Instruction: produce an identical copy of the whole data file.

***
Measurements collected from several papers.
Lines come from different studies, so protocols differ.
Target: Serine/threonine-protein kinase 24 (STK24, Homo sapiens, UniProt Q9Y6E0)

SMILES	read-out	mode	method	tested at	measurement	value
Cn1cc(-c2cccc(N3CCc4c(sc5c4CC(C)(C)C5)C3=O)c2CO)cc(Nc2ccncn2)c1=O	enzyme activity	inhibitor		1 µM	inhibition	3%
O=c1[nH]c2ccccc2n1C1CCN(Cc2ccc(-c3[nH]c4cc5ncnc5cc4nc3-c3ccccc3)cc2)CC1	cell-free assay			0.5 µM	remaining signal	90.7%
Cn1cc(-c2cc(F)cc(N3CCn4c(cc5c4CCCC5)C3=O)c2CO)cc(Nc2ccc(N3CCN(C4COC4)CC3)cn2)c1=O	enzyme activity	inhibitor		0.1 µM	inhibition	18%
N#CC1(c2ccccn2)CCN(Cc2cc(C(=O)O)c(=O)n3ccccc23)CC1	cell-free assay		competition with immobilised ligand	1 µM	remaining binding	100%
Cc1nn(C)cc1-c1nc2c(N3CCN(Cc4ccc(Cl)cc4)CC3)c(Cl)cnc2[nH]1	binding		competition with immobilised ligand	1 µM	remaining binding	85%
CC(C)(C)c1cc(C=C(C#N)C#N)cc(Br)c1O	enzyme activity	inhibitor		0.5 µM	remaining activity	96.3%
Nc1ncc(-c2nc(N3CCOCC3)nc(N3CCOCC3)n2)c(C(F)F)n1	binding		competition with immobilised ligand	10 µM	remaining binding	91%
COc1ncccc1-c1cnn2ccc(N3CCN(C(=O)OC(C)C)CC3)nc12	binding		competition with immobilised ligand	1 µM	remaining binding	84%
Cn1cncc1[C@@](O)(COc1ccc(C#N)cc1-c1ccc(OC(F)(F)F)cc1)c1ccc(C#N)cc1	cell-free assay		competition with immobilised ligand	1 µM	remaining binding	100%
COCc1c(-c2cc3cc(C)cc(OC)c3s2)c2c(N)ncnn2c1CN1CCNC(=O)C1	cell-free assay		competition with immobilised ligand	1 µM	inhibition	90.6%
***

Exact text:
Measurements collected from several papers.
Lines come from different studies, so protocols differ.
Target: Serine/threonine-protein kinase 24 (STK24, Homo sapiens, UniProt Q9Y6E0)

SMILES	read-out	mode	method	tested at	measurement	value
Cn1cc(-c2cccc(N3CCc4c(sc5c4CC(C)(C)C5)C3=O)c2CO)cc(Nc2ccncn2)c1=O	enzyme activity	inhibitor		1 µM	inhibition	3%
O=c1[nH]c2ccccc2n1C1CCN(Cc2ccc(-c3[nH]c4cc5ncnc5cc4nc3-c3ccccc3)cc2)CC1	cell-free assay			0.5 µM	remaining signal	90.7%
Cn1cc(-c2cc(F)cc(N3CCn4c(cc5c4CCCC5)C3=O)c2CO)cc(Nc2ccc(N3CCN(C4COC4)CC3)cn2)c1=O	enzyme activity	inhibitor		0.1 µM	inhibition	18%
N#CC1(c2ccccn2)CCN(Cc2cc(C(=O)O)c(=O)n3ccccc23)CC1	cell-free assay		competition with immobilised ligand	1 µM	remaining binding	100%
Cc1nn(C)cc1-c1nc2c(N3CCN(Cc4ccc(Cl)cc4)CC3)c(Cl)cnc2[nH]1	binding		competition with immobilised ligand	1 µM	remaining binding	85%
CC(C)(C)c1cc(C=C(C#N)C#N)cc(Br)c1O	enzyme activity	inhibitor		0.5 µM	remaining activity	96.3%
Nc1ncc(-c2nc(N3CCOCC3)nc(N3CCOCC3)n2)c(C(F)F)n1	binding		competition with immobilised ligand	10 µM	remaining binding	91%
COc1ncccc1-c1cnn2ccc(N3CCN(C(=O)OC(C)C)CC3)nc12	binding		competition with immobilised ligand	1 µM	remaining binding	84%
Cn1cncc1[C@@](O)(COc1ccc(C#N)cc1-c1ccc(OC(F)(F)F)cc1)c1ccc(C#N)cc1	cell-free assay		competition with immobilised ligand	1 µM	remaining binding	100%
COCc1c(-c2cc3cc(C)cc(OC)c3s2)c2c(N)ncnn2c1CN1CCNC(=O)C1	cell-free assay		competition with immobilised ligand	1 µM	inhibition	90.6%